Booking one of Ducato’s villas affords travellers a truly local stay. Breakfast, for example, is served at Raki, a restaurant in Megalochori’s main square. Before the village wakes up, fuel up on iced coffee along with Greek yoghurt loaded with granola and other superfoods, and “peinirli,” a boat-shaped open-face calzone topped with fried eggs. For lunch and dinner, there’s a livelier atmosphere here, and you can join visitors in indulging in chunky pieces of perfectly grilled lamb souvlaki and fresh salads tossed with feta.
From the rooftop seats at Alisachni Art & Wine Gallery, catch fabulous sunset views while learning about local winemaking in a cellar boasting 500 different labels of wine. Many of the bottles are from Greece, and specifically from Santorini, including rosé, organic skin-contact wines, and, of course, plenty of mineral-forward white wines to complement the warm weather and the freshly prepared fish and seafood coming from the kitchen.
Farther up this street is Traditional Kafeneio Megalochori, a cosy cafe serving a modest selection of local fare, from simple salads of fresh veggies and marinated octopus to grilled sardines. Its outdoor patio is a great spot to take an afternoon freddo espresso (that’s what they call iced coffee in Greece) while you people watch and stare at the towering belfry that has become an iconic symbol for the village.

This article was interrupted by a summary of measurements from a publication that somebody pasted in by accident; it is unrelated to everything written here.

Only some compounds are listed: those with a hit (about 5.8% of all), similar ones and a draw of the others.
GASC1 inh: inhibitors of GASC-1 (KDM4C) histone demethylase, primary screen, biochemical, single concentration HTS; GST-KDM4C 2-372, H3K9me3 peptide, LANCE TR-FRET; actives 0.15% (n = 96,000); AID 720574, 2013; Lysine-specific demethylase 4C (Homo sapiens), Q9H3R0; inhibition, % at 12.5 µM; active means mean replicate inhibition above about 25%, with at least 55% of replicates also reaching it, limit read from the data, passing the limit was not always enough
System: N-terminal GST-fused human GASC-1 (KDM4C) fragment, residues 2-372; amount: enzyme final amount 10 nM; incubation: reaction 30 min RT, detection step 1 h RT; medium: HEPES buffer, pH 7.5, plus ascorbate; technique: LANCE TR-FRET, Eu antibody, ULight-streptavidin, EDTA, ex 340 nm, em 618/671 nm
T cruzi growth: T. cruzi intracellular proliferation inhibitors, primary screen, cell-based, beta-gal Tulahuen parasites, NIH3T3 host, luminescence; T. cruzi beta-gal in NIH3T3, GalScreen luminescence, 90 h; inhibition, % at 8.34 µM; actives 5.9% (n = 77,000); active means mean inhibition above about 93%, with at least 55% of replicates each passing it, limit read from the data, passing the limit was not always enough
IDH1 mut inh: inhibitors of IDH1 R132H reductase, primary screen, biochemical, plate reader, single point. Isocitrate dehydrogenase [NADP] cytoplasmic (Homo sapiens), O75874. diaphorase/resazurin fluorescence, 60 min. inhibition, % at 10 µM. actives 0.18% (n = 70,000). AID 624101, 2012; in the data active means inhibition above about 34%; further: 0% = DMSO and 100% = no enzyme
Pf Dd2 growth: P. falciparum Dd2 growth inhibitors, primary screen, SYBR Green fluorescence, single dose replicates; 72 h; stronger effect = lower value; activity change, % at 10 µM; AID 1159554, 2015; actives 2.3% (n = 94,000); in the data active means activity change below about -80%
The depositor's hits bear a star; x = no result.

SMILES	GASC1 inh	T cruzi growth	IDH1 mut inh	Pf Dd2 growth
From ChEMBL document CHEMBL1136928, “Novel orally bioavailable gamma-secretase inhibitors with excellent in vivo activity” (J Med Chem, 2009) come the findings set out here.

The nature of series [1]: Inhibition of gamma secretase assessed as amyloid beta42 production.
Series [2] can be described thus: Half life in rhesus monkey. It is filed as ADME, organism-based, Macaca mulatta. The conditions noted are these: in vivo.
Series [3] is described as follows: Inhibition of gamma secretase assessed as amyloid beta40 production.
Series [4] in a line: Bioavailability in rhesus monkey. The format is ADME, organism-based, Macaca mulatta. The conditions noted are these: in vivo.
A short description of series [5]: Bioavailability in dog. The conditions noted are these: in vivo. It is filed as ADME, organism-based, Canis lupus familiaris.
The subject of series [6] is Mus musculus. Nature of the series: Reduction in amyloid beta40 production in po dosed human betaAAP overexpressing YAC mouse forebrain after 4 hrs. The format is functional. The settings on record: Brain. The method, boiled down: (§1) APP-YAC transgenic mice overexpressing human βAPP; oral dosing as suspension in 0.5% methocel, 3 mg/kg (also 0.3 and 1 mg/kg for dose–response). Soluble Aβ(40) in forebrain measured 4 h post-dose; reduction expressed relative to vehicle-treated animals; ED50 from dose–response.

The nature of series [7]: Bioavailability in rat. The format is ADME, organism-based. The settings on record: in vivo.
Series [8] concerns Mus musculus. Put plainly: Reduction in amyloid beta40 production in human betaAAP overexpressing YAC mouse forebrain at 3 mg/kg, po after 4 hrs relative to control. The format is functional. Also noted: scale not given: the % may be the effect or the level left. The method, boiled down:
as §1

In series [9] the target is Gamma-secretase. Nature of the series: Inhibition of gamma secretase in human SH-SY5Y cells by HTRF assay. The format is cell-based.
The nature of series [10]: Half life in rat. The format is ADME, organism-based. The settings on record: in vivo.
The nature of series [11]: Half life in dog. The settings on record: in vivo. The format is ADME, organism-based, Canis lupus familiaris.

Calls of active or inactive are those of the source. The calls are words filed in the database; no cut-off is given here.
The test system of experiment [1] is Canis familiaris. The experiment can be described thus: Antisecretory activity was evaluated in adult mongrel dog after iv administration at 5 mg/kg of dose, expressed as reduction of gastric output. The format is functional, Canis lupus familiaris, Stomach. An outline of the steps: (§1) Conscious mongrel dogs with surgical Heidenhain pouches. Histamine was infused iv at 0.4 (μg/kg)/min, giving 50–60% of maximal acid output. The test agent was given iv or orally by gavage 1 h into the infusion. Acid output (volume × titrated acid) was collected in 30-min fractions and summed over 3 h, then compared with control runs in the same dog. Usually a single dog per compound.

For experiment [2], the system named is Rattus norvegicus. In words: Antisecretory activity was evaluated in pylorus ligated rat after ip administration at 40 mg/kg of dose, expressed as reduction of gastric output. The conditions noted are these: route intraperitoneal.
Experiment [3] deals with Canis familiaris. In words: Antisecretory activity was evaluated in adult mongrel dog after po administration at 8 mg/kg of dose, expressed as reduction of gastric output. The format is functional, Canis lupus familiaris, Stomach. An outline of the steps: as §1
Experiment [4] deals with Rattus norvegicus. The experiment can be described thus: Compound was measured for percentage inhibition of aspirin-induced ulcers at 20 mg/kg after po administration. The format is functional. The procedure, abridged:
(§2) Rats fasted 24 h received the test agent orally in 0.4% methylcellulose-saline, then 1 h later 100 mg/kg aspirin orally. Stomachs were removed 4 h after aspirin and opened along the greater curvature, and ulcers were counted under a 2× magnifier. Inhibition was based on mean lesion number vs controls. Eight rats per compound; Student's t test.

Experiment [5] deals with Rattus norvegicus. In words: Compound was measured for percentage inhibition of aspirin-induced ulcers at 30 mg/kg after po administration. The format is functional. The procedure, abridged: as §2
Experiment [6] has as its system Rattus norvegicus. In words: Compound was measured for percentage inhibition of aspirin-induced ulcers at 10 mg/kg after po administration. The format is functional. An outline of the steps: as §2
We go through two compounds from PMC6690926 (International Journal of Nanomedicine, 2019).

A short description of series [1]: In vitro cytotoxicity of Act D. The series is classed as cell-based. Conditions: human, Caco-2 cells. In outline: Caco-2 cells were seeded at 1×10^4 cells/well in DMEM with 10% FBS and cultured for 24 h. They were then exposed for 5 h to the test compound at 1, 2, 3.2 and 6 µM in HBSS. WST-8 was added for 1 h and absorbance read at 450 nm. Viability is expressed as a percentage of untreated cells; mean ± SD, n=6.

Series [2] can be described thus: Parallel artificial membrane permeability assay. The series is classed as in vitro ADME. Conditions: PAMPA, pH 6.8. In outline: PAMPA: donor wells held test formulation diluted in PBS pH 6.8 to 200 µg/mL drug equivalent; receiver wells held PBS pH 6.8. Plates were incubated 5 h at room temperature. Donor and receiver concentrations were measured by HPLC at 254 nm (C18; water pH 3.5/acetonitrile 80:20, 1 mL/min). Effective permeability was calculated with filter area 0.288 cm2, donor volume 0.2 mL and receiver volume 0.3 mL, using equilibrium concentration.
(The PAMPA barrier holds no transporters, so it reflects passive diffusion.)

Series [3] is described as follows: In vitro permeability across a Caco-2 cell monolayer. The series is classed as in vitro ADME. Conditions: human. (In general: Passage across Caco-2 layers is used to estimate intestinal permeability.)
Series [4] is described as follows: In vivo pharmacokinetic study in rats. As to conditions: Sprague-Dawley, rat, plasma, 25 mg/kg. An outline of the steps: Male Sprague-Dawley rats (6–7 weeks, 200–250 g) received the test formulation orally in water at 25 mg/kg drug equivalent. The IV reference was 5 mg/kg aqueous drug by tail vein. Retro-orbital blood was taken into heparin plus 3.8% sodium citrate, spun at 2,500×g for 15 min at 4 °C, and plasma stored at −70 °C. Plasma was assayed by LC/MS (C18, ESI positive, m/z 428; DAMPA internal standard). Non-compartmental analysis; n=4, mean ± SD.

What to do in Megalochori
The historic winemaking legacy of Megalochori is being carried on by three local wineries. Among the best on the island is Gavalas, which has been in the same family for five generations. As one of Santorini’s oldest wineries, Gavalas is the only one on the island that makes wine from Katsano, an indigenous white grape that is partially harvested from old-vine vineyards in the village. But take the assyrtiko tasting. Assyrtiko is Santorini’s famous white grape and one of the most expensive in the world. Gavalas produces a handful of assyrtiko wines, including blends. And this tasting will showcase the unique profile of the grape, from its salinity to its high alcohol content.
Check out what’s going on at Symposium, a cultural centre celebrating the confluence of music and mythology. The building it’s in was, surprise, another one of Megalochori’s old wineries, but the same caves that used to ferment and age grapes are now used for art presentations and musical performances. During the season, there’s a rotating calendar of concerts that pay homage to Greek history, which in the past has included traditional songs from the island of Crete—sung and accompanied by a bulgari, a string instrument from the 18th century—as well as vocalists singing the works of renowned poet Odysseas Elytis.
Later this summer Ducato Wine will open a spa, offering Greek-inspired deep-tissue rubdowns and hydrating facials that feature products loaded with ingredients (olive oil, raki, orange extract, avocado, and various herbs) sourced all over the country. Elsewhere in the village, make pottery with award-winning ceramicist Andreas Makaris. His workshop and gallery Earth & Water Studio is located just at the entrance of Megalochori. You can then pop into Transit Mask, where owner Stelios Drosos calls on his 30-year experience to hand-make all sorts of leather items: simple strappy sandals and bags of all shapes and sizes, from crossbody satchels to trendy wristlet pouches, the perfect accessory for when you finally strike out to take on Oia’s nightlife.
This story first appeared on www.travelandleisure.com
(Main and Feature Image Credit: Mary Baratto/Getty Images)